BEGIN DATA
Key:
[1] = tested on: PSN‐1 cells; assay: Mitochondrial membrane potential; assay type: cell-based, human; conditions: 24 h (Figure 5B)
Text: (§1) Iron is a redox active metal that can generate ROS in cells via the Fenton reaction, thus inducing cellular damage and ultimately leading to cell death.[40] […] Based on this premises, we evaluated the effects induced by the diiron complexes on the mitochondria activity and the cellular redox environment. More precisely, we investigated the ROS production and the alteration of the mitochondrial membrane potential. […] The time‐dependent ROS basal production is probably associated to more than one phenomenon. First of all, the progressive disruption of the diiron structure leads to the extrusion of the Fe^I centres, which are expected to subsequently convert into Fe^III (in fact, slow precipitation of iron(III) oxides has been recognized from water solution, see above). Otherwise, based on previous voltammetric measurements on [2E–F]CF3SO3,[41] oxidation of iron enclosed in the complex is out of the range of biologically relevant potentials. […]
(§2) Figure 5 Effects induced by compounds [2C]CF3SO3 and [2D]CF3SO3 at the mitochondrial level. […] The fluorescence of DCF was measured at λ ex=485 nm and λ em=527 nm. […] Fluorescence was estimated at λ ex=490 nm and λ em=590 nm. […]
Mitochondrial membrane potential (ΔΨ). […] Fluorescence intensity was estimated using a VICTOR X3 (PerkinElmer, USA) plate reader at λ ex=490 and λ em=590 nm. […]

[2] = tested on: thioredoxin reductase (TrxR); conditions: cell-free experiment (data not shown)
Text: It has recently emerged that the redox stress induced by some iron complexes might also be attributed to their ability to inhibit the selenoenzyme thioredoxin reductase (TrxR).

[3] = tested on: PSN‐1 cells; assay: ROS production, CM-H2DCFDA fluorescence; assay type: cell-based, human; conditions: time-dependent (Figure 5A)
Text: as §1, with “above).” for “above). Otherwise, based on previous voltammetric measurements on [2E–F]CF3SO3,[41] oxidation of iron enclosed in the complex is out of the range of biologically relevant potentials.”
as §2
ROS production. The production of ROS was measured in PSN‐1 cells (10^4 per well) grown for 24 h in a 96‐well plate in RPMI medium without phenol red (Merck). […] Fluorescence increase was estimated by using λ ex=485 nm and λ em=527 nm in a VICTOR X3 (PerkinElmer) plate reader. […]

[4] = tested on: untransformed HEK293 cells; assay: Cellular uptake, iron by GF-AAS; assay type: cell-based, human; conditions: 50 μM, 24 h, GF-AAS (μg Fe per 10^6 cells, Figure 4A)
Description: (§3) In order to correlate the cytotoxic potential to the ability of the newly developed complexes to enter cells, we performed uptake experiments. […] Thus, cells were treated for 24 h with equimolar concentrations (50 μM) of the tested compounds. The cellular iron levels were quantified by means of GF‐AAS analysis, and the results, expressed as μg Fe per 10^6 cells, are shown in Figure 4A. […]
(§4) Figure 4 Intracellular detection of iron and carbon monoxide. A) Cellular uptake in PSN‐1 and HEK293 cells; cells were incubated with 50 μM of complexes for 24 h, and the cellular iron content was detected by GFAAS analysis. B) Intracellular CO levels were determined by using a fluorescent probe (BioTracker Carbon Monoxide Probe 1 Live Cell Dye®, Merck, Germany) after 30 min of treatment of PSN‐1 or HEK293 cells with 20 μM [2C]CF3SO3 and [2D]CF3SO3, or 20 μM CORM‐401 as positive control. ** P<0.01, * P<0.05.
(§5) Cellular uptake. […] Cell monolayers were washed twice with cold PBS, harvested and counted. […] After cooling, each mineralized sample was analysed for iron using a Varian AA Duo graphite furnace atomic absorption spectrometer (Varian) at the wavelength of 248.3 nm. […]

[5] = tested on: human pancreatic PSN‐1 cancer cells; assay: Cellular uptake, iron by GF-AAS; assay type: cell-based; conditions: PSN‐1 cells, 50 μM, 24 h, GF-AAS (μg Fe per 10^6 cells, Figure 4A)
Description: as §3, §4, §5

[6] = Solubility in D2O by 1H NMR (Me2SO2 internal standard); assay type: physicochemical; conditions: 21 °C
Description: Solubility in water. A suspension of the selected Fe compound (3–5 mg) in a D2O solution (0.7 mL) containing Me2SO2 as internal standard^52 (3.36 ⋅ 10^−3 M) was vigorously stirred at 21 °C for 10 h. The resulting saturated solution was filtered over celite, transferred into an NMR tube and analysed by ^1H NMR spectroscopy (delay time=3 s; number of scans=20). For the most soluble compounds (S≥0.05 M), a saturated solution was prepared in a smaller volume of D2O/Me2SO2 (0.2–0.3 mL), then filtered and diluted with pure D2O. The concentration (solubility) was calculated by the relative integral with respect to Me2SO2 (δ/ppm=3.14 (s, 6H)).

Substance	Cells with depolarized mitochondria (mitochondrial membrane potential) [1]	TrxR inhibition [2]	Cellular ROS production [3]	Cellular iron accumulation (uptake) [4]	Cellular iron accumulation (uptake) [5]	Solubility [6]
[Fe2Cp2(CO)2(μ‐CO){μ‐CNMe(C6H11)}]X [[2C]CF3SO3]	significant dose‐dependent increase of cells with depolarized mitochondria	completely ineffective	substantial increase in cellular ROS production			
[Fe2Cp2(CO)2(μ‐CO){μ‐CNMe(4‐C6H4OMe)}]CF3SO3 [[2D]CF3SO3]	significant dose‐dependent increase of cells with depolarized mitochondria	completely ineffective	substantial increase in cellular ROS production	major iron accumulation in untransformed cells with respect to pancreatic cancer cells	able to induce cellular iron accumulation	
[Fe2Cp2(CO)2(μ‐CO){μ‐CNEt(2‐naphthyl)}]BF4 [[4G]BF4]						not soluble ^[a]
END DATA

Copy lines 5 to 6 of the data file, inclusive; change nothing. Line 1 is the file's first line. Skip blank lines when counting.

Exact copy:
Mitochondrial membrane potential (ΔΨ). […] Fluorescence intensity was estimated using a VICTOR X3 (PerkinElmer, USA) plate reader at λ ex=490 and λ em=590 nm. […]

[2] = tested on: thioredoxin reductase (TrxR); conditions: cell-free experiment (data not shown)